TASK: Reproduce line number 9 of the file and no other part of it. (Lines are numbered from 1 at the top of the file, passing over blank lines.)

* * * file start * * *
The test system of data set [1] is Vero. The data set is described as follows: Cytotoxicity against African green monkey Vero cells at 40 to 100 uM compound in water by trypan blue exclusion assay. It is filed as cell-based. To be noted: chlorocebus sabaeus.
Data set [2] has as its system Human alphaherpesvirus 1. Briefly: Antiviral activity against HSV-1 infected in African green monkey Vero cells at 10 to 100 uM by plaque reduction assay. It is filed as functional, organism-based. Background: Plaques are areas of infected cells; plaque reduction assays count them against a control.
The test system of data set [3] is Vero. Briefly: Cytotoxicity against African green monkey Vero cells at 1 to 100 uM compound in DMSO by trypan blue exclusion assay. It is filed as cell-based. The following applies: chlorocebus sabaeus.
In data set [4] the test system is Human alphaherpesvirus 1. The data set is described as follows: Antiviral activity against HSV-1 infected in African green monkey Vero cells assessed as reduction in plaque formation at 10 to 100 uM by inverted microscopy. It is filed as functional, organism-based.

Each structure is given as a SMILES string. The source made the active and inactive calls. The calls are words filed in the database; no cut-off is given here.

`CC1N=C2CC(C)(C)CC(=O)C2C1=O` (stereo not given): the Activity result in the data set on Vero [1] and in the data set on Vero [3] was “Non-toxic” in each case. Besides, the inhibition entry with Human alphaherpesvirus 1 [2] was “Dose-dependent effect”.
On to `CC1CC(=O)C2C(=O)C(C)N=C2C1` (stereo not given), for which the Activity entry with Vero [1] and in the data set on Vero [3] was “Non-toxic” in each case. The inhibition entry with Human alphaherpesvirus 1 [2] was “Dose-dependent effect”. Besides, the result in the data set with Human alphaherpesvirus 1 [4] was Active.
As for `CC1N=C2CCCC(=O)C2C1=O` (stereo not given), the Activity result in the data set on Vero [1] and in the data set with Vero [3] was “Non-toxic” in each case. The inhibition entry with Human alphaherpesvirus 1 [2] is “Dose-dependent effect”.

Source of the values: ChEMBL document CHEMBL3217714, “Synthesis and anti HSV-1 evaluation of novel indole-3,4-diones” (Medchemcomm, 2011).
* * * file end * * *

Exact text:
Source of the values: ChEMBL document CHEMBL3217714, “Synthesis and anti HSV-1 evaluation of novel indole-3,4-diones” (Medchemcomm, 2011).